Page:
Thyshoogte is named after the Thyskraal farm, through which it passes. This pass precedes Jukhoogte to it's south-west in fairly quick succession on the gravel R356 route between Sutherland and Ceres.. Like Jukhoogte, this pass similarly has a few nasty surprises with negative banking, and some sharp dips and corners. There is one hairpin bend which also hosts the steepest gradient. This pass gets extremely slippery after rain or snow and it has no safety rail on the drop side, where the drops offs are very steep. Drive slowly and with caution.
The pass is 4,5 km long and has an altitude variance of 152m which converts into an average gradient of 1:30, but the steepest section near the summit gets as steep as 1:6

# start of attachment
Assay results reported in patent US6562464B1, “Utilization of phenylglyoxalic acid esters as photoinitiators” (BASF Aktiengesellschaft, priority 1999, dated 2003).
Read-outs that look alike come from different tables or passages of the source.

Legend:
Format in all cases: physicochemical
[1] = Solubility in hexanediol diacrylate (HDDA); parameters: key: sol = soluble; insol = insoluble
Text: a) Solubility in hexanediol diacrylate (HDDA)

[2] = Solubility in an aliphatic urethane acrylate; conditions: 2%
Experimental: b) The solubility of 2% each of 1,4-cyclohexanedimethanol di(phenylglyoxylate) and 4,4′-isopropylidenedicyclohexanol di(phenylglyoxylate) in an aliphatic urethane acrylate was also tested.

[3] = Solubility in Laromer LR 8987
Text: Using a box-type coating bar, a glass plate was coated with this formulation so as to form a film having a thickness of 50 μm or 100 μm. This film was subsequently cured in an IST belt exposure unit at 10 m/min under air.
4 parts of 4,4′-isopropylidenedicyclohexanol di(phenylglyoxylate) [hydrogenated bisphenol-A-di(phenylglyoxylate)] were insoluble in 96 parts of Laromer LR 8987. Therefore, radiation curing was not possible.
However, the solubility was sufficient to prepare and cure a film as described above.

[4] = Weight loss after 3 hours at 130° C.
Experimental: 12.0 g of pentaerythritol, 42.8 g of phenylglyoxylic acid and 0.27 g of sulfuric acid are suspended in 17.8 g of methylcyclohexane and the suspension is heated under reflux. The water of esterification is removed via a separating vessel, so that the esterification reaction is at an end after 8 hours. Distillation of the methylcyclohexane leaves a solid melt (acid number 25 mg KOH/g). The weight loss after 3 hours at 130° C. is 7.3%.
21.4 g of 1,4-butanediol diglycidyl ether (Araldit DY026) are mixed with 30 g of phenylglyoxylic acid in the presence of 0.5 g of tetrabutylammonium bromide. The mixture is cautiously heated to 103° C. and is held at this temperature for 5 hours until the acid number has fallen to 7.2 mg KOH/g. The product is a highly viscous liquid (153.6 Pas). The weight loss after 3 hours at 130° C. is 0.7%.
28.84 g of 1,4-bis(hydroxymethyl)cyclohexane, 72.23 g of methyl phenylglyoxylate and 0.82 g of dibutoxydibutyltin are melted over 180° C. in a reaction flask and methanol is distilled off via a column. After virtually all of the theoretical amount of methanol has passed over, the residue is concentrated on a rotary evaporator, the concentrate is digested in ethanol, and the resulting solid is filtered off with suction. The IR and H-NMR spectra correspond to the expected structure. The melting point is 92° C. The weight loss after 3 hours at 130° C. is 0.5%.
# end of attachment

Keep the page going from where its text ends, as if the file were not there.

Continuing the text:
Most travellers are not even aware of this pass, as they travel the long and generally flat gravelled R356 across the flat plains of the Ceres and Tankwa Karoo between Sutherland and Ceres. This is the last meaningful change in terrain since having passed through the Windheuvel and Thyshoogte passes, several kilometres further to the north-east.
This tricky little pass, whilst not boasting any extreme statistics, has been the undoing of many an unsuspecting driver, as things can get decidedly slippery when the rains do eventually arrive. There are a number of very sharp bends and dips, some of which have negative banking and loose gravel. Proceed with caution and don't underestimate this pass!
The pass is 3,4 km long and exhibits an altitude variance of 103m which converts into an average gradient of 1:32 with the steeper parts getting into the 1:9 range.
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Passes are classified according to provinces and feature a text description, Fact File including GPS data, a fully interactive dual-view map and a narrated YouTube video.
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